[Date Prev][Date Next][Thread Prev][Thread Next][Date Index][Thread Index][Subject Index][Author Index]

Re: The Papers That Ate Cincinnati

"...smale fowles maken melodye..." (Chaucer)
Scott Perry

----- Original Message ----- 
From: "T. Michael Keesey" <keesey@gmail.com>
To: "Dinosaur Mailing List" <dinosaur@usc.edu>
Sent: Friday, May 04, 2007 3:57 PM
Subject: Re: The Papers That Ate Cincinnati

> On 5/4/07, Nick Pharris <npharris@umich.edu> wrote:
> >
> > *Oiseau* and *uccello* actually are, though not transparently so.
> > They're derived from a diminutive form, something like *avicillum*.
> > Vulgar Latin loved diminutives; that's where we get words like French
> > *soleil* 'sun', from *soliculum* 'little sun' (cf. Latin *sol* 'sun')
> > and Spanish *oveja* 'sheep', from *ovicula* 'little sheep' (cf. Latin
> > *ovis* 'sheep').
> Oh, interesting. I actually wondered if such might be the case but was
> too lazy to research. :)
> > The Portuguese, Romanian, and Spanish words above are actually derived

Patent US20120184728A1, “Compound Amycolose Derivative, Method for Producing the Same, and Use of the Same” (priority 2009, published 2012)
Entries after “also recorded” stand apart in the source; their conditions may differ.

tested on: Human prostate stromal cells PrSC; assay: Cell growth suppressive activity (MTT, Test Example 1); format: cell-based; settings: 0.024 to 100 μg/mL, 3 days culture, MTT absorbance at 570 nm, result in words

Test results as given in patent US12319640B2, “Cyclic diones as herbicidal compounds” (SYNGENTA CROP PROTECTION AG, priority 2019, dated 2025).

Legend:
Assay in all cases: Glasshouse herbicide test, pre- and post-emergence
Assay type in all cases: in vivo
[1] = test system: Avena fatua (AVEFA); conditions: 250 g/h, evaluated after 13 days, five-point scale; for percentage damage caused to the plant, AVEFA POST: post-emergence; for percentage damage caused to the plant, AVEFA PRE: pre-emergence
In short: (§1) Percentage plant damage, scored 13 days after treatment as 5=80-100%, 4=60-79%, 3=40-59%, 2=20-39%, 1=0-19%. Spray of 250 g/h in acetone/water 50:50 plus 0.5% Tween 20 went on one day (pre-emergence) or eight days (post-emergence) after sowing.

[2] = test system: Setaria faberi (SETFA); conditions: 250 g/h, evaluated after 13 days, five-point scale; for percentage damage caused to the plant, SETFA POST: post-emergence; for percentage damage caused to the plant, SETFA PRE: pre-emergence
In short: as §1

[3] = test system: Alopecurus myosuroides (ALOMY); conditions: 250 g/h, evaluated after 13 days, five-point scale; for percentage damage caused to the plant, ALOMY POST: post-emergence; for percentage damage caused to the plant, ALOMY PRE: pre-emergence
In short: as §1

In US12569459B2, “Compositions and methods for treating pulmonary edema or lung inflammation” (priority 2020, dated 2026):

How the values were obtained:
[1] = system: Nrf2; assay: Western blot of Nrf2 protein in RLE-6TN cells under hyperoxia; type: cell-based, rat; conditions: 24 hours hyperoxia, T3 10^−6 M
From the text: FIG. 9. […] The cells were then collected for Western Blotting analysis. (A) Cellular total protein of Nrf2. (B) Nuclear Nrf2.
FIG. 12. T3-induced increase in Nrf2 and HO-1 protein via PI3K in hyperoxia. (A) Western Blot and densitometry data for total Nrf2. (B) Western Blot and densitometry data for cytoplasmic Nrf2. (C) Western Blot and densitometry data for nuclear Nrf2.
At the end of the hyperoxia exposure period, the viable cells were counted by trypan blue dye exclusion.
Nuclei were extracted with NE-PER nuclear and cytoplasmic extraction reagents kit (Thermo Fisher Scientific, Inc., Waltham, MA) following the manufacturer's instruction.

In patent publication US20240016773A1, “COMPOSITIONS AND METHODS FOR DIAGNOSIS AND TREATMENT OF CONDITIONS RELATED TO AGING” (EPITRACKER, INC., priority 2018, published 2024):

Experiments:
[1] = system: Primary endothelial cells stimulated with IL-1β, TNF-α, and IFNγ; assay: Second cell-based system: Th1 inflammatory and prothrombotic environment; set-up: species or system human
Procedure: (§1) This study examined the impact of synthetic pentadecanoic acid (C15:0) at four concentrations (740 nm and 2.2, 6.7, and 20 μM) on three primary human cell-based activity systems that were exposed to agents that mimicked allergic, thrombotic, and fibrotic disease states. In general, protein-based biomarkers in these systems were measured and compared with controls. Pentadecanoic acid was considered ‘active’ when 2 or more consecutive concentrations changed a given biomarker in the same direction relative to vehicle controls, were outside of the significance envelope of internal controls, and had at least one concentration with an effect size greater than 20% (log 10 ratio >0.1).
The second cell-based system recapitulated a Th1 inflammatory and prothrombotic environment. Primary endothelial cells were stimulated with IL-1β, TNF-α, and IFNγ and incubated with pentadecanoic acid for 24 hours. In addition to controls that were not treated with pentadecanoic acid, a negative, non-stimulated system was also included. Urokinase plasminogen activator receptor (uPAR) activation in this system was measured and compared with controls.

> > from *passer(um)* 'sparrow'.  Spanish does have the word *ave* (plural
> > *aves*), but it's used, IIRC, for your bigger, less songbirdy types of
> > birds.
> I wonder if the pÃjaro/ave distinction is similar to the bird/fowl
> distinction in English. To me at least, "bird" and "fowl" mean the
> same thing, but they have different archetypes: an archetypal "bird"
> would be a songbird, while an archetypal "fowl" would be more like a
> chicken or grouse. Also "fowl" sounds more old-fashioned (and, indeed,
> was more common in older forms of English and pre-English Germanic, I
> think, as "fowle" or "fugela").
> At any rate, I've seen this comment come up before, that we can't
> redefine "Aves" to the crown group because Romance speakers would
> never see the word that way, but I've yet to hear from a native
> speaker on the matter. Are there any out who would balk at excluding
> _Ichthyornis_ from "Aves" because it would clash with your everyday
> usage of "aves"? Or is the alternative term ("pÃjaro", "oiseau", etc.)
> common enough that you could continue to use that in a more inclusive
> manner and not care about "Aves" being restricted?
> -- 
> Mike Keesey